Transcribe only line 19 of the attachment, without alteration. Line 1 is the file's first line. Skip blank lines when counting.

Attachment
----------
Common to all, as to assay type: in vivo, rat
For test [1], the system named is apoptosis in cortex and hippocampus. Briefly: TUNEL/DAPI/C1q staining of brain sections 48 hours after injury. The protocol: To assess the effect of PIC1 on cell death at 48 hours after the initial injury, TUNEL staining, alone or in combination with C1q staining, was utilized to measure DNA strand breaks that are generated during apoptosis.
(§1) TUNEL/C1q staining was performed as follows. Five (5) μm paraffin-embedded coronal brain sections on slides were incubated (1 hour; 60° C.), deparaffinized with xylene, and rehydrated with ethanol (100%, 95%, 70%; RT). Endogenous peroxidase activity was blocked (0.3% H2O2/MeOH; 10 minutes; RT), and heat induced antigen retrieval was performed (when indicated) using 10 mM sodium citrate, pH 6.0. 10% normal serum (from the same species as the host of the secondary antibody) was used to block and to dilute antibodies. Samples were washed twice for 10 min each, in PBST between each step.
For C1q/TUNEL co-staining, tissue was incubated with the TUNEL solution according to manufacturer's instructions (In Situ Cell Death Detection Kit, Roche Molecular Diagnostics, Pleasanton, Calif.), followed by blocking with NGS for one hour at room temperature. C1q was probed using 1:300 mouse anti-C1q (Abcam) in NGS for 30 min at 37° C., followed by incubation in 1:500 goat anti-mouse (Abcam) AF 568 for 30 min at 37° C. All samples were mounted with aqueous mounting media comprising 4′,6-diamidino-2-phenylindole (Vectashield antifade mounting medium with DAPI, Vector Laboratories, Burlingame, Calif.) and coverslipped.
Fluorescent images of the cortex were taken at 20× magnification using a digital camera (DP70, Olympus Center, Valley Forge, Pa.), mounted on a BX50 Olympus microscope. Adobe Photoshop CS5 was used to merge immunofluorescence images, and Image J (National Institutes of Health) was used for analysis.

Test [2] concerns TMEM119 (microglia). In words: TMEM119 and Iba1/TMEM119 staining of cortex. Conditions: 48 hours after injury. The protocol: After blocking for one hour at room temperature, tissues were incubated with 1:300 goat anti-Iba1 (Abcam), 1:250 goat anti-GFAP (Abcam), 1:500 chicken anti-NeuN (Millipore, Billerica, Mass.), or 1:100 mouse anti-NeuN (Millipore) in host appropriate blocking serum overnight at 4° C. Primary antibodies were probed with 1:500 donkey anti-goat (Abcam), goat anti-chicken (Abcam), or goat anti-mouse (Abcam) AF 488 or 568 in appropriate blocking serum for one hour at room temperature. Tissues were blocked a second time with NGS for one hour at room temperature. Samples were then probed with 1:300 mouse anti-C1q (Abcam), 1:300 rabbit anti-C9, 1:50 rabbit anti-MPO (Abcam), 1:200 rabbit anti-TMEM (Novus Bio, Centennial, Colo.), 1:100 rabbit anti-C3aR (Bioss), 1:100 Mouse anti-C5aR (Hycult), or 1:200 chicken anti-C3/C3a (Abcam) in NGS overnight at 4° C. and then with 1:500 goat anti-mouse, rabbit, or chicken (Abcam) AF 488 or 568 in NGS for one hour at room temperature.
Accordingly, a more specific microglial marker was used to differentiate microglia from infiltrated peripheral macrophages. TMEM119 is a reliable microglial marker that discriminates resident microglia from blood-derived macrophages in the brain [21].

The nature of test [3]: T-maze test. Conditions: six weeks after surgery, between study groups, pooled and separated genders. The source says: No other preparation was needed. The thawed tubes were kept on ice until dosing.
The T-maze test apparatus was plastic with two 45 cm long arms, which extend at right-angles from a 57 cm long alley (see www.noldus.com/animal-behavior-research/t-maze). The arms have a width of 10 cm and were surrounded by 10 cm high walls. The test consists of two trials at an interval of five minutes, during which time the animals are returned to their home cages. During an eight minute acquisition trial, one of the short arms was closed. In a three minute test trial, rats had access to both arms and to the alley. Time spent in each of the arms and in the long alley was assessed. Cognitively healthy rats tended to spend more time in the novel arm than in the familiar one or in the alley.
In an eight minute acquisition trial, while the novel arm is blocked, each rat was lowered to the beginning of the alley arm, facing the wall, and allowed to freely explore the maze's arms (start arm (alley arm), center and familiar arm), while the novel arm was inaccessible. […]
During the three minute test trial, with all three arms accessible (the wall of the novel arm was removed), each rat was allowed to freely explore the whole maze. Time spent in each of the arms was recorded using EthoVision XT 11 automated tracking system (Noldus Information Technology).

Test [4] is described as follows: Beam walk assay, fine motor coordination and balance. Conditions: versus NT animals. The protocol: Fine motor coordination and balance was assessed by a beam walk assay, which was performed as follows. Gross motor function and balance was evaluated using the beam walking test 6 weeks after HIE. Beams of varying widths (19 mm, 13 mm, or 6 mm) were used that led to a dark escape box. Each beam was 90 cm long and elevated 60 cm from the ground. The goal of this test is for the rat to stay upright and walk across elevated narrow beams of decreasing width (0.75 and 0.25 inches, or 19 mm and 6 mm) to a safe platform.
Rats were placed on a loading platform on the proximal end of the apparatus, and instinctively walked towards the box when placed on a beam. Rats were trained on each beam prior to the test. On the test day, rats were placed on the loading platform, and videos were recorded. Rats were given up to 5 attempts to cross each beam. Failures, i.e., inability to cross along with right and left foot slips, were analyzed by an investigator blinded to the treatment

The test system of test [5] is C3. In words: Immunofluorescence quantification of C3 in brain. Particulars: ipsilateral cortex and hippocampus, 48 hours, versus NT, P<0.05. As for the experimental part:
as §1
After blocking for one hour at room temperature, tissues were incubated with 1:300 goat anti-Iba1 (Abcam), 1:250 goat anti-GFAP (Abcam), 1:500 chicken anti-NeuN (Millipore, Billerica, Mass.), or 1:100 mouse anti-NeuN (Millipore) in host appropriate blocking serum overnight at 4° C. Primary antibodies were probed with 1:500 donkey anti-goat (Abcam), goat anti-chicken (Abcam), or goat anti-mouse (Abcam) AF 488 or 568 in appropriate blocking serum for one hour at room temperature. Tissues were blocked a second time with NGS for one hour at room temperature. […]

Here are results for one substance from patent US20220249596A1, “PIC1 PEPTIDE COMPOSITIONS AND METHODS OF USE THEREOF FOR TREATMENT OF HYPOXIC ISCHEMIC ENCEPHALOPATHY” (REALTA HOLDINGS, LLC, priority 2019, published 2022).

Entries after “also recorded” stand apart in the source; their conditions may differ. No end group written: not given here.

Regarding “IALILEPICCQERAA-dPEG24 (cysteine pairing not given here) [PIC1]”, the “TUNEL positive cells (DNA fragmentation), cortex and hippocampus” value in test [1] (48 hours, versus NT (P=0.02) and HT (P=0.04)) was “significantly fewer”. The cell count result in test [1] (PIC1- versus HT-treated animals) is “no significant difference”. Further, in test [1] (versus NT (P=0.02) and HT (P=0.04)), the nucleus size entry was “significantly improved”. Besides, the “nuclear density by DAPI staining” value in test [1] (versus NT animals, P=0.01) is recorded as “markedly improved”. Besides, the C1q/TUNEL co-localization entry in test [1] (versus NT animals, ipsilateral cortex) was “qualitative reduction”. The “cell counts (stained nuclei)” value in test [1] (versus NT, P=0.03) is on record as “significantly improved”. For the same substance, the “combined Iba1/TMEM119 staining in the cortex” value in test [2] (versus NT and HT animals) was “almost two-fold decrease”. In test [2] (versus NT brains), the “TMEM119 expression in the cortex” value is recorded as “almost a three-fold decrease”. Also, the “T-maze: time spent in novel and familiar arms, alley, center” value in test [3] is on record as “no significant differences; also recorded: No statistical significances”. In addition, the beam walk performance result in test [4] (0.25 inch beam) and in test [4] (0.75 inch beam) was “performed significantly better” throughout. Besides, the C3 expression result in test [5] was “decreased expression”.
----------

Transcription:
Regarding “IALILEPICCQERAA-dPEG24 (cysteine pairing not given here) [PIC1]”, the “TUNEL positive cells (DNA fragmentation), cortex and hippocampus” value in test [1] (48 hours, versus NT (P=0.02) and HT (P=0.04)) was “significantly fewer”. The cell count result in test [1] (PIC1- versus HT-treated animals) is “no significant difference”. Further, in test [1] (versus NT (P=0.02) and HT (P=0.04)), the nucleus size entry was “significantly improved”. Besides, the “nuclear density by DAPI staining” value in test [1] (versus NT animals, P=0.01) is recorded as “markedly improved”. Besides, the C1q/TUNEL co-localization entry in test [1] (versus NT animals, ipsilateral cortex) was “qualitative reduction”. The “cell counts (stained nuclei)” value in test [1] (versus NT, P=0.03) is on record as “significantly improved”. For the same substance, the “combined Iba1/TMEM119 staining in the cortex” value in test [2] (versus NT and HT animals) was “almost two-fold decrease”. In test [2] (versus NT brains), the “TMEM119 expression in the cortex” value is recorded as “almost a three-fold decrease”. Also, the “T-maze: time spent in novel and familiar arms, alley, center” value in test [3] is on record as “no significant differences; also recorded: No statistical significances”. In addition, the beam walk performance result in test [4] (0.25 inch beam) and in test [4] (0.75 inch beam) was “performed significantly better” throughout. Besides, the C3 expression result in test [5] was “decreased expression”.